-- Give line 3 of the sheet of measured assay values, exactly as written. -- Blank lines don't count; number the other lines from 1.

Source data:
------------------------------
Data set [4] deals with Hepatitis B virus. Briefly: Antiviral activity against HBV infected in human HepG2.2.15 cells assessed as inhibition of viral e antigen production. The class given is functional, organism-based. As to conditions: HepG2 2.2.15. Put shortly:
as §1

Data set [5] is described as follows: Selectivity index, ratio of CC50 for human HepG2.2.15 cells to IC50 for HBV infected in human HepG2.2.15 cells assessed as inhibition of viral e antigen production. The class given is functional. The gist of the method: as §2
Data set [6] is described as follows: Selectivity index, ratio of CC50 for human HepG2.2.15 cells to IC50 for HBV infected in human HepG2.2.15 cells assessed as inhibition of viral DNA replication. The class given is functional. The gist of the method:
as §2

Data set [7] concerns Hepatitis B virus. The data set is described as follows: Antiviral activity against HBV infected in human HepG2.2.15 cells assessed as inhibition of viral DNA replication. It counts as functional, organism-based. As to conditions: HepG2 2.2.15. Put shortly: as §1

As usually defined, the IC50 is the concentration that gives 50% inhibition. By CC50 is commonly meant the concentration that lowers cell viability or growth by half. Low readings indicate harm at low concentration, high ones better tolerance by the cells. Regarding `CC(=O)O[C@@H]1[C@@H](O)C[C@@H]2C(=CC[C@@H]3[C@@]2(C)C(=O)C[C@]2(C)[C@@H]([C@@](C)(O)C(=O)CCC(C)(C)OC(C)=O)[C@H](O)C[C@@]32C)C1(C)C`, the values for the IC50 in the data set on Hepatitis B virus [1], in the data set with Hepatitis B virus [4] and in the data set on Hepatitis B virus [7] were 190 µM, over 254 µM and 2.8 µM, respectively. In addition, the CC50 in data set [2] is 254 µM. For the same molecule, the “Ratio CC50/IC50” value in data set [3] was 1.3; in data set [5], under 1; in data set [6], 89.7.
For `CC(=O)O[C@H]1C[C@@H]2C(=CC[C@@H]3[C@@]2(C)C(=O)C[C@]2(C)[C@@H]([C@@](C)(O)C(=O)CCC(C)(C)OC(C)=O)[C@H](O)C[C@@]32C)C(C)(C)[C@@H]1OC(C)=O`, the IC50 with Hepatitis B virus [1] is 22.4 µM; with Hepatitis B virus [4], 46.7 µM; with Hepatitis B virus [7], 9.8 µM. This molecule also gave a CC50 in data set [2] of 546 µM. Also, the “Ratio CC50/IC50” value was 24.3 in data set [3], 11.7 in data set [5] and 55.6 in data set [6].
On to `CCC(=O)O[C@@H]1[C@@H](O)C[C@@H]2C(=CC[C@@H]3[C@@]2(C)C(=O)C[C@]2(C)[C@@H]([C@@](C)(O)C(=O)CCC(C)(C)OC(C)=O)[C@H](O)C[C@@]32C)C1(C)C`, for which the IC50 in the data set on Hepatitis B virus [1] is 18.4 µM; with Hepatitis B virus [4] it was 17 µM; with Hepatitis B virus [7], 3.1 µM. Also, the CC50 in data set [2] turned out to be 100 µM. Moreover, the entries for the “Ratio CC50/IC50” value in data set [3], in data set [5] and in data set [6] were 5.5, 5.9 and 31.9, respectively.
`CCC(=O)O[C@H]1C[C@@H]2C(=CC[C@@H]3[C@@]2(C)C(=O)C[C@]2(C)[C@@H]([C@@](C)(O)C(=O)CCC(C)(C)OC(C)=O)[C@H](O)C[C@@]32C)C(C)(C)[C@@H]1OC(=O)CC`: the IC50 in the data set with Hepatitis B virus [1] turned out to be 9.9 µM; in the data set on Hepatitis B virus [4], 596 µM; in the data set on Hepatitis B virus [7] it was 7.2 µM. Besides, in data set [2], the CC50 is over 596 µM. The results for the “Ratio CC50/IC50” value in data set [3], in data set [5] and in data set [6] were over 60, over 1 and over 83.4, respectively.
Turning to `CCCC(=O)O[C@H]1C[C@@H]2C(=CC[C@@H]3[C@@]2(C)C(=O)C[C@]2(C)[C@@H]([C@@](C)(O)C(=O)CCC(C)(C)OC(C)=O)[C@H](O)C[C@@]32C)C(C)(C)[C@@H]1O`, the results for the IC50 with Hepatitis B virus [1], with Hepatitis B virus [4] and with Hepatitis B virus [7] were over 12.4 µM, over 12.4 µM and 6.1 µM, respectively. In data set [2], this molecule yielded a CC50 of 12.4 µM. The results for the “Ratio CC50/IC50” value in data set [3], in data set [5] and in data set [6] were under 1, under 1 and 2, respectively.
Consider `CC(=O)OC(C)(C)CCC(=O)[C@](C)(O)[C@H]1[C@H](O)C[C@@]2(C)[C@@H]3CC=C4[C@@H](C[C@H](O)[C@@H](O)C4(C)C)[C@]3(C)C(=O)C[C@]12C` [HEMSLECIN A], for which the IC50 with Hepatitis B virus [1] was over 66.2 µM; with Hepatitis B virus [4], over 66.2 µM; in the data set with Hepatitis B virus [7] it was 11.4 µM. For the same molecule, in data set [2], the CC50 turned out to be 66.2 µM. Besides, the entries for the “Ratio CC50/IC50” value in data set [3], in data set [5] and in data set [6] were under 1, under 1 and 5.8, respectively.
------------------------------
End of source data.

Data set [5] is described as follows: Selectivity index, ratio of CC50 for human HepG2.2.15 cells to IC50 for HBV infected in human HepG2.2.15 cells assessed as inhibition of viral e antigen production. The class given is functional. The gist of the method: as §2